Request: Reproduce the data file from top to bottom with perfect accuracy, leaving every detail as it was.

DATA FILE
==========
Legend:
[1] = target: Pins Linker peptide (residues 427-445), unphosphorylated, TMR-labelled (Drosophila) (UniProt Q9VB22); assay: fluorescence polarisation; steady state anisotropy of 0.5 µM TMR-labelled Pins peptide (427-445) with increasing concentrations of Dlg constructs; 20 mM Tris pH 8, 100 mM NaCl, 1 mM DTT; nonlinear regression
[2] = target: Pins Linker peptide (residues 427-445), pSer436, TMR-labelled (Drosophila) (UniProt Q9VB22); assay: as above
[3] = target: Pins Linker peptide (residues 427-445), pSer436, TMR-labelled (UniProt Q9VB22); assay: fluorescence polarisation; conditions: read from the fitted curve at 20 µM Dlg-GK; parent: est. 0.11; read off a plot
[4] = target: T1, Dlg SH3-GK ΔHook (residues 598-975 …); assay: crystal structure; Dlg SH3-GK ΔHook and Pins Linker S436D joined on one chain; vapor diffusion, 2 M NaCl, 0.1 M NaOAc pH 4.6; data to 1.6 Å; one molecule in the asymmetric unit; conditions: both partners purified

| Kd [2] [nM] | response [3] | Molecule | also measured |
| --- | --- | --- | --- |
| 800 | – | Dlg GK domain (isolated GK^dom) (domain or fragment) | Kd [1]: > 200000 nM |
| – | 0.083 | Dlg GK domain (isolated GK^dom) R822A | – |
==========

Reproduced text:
Legend:
[1] = target: Pins Linker peptide (residues 427-445), unphosphorylated, TMR-labelled (Drosophila) (UniProt Q9VB22); assay: fluorescence polarisation; steady state anisotropy of 0.5 µM TMR-labelled Pins peptide (427-445) with increasing concentrations of Dlg constructs; 20 mM Tris pH 8, 100 mM NaCl, 1 mM DTT; nonlinear regression
[2] = target: Pins Linker peptide (residues 427-445), pSer436, TMR-labelled (Drosophila) (UniProt Q9VB22); assay: as above
[3] = target: Pins Linker peptide (residues 427-445), pSer436, TMR-labelled (UniProt Q9VB22); assay: fluorescence polarisation; conditions: read from the fitted curve at 20 µM Dlg-GK; parent: est. 0.11; read off a plot
[4] = target: T1, Dlg SH3-GK ΔHook (residues 598-975 …); assay: crystal structure; Dlg SH3-GK ΔHook and Pins Linker S436D joined on one chain; vapor diffusion, 2 M NaCl, 0.1 M NaOAc pH 4.6; data to 1.6 Å; one molecule in the asymmetric unit; conditions: both partners purified

| Kd [2] [nM] | response [3] | Molecule | also measured |
| --- | --- | --- | --- |
| 800 | – | Dlg GK domain (isolated GK^dom) (domain or fragment) | Kd [1]: > 200000 nM |
| – | 0.083 | Dlg GK domain (isolated GK^dom) R822A | – |